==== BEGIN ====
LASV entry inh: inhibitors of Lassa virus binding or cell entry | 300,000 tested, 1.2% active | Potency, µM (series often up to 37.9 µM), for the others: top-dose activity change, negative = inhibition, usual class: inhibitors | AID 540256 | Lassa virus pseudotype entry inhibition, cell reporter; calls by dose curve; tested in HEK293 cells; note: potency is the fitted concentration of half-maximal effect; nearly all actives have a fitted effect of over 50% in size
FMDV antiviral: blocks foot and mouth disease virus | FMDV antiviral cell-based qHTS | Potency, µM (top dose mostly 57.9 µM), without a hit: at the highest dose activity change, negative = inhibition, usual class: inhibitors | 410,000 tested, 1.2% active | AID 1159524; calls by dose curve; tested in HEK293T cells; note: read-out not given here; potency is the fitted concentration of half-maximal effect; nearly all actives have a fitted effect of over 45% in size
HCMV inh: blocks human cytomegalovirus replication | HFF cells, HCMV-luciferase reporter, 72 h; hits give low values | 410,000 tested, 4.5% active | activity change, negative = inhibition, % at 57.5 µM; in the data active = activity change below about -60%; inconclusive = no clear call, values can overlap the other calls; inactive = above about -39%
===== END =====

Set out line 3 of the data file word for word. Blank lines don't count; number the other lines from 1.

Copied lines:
HCMV inh: blocks human cytomegalovirus replication | HFF cells, HCMV-luciferase reporter, 72 h; hits give low values | 410,000 tested, 4.5% active | activity change, negative = inhibition, % at 57.5 µM; in the data active = activity change below about -60%; inconclusive = no clear call, values can overlap the other calls; inactive = above about -39%